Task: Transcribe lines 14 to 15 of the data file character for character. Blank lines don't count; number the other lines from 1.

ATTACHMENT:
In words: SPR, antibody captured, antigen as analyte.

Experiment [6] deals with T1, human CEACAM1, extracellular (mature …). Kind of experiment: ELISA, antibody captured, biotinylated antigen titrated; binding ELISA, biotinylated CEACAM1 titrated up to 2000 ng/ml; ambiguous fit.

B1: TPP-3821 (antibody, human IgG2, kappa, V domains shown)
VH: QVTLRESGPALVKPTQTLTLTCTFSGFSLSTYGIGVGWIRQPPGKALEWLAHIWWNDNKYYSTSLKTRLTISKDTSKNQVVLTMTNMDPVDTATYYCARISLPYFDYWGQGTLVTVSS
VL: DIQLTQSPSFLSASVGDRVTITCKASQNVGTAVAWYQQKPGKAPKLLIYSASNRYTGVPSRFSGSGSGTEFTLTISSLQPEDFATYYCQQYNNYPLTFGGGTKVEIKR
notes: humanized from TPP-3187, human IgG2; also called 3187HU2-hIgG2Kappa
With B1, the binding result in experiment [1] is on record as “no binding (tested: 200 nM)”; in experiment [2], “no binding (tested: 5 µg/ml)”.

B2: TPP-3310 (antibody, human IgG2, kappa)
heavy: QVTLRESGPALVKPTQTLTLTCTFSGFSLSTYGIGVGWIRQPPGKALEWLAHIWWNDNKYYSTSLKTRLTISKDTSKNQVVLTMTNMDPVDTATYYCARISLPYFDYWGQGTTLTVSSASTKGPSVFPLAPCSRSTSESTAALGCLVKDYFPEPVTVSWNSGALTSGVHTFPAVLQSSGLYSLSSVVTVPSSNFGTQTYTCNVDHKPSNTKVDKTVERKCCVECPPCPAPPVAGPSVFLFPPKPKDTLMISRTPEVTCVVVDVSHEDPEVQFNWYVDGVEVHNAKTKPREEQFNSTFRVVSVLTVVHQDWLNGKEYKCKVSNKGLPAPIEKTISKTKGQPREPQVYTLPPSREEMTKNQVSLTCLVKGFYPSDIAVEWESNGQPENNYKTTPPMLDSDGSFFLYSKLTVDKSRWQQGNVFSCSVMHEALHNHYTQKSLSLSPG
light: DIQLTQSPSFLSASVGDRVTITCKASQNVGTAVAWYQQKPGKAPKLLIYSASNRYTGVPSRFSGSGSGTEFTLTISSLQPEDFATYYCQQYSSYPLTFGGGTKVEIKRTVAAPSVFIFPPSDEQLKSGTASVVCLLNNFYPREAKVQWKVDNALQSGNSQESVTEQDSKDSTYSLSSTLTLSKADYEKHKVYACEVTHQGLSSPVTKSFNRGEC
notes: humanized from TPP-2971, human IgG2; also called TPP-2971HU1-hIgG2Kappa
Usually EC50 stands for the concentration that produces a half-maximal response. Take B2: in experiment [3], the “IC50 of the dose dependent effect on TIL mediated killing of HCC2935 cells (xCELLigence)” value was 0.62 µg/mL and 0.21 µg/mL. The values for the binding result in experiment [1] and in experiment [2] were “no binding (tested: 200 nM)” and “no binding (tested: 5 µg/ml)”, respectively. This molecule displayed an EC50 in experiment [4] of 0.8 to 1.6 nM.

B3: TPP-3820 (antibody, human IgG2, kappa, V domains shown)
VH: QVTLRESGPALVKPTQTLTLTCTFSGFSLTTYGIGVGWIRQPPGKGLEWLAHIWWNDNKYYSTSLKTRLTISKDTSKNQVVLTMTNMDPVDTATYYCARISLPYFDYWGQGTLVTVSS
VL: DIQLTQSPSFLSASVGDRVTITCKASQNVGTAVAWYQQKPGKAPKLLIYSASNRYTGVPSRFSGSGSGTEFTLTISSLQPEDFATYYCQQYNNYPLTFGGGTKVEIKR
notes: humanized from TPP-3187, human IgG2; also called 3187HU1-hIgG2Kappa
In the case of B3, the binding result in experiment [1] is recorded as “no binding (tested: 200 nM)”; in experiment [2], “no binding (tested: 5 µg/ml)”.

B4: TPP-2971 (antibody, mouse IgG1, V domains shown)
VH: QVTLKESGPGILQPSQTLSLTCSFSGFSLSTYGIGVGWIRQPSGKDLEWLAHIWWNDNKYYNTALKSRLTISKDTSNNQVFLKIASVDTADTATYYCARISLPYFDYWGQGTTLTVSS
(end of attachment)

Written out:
VH: QVTLRESGPALVKPTQTLTLTCTFSGFSLTTYGIGVGWIRQPPGKGLEWLAHIWWNDNKYYSTSLKTRLTISKDTSKNQVVLTMTNMDPVDTATYYCARISLPYFDYWGQGTLVTVSS
VL: DIQLTQSPSFLSASVGDRVTITCKASQNVGTAVAWYQQKPGKAPKLLIYSASNRYTGVPSRFSGSGSGTEFTLTISSLQPEDFATYYCQQYNNYPLTFGGGTKVEIKR